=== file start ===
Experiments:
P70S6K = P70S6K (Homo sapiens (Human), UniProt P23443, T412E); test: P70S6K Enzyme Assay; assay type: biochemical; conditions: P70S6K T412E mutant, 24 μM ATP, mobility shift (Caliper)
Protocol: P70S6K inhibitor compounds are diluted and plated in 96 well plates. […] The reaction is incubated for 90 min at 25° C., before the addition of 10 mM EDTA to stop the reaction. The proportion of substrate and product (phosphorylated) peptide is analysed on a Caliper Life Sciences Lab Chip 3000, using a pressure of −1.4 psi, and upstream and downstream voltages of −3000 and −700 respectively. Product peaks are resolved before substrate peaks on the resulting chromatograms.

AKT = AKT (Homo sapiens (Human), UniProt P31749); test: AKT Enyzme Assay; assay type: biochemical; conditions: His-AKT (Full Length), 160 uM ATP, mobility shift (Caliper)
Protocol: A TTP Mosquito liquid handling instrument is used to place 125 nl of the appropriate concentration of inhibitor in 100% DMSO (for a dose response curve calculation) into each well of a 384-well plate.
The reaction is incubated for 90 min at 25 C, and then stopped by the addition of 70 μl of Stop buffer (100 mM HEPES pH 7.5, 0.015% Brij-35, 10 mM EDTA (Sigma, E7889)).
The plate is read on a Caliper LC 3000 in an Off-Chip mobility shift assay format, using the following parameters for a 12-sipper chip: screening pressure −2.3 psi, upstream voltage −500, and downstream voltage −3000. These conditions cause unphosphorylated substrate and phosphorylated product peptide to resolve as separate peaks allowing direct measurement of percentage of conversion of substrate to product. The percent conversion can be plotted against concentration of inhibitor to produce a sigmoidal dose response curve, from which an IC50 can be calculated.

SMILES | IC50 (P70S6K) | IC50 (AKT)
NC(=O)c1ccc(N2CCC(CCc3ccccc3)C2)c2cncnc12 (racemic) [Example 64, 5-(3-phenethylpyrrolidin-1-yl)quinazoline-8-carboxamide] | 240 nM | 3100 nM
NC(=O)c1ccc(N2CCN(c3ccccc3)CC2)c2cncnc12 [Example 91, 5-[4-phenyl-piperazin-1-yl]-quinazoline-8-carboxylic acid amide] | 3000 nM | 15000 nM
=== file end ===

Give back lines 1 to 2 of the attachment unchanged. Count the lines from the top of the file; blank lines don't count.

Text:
Experiments:
P70S6K = P70S6K (Homo sapiens (Human), UniProt P23443, T412E); test: P70S6K Enzyme Assay; assay type: biochemical; conditions: P70S6K T412E mutant, 24 μM ATP, mobility shift (Caliper)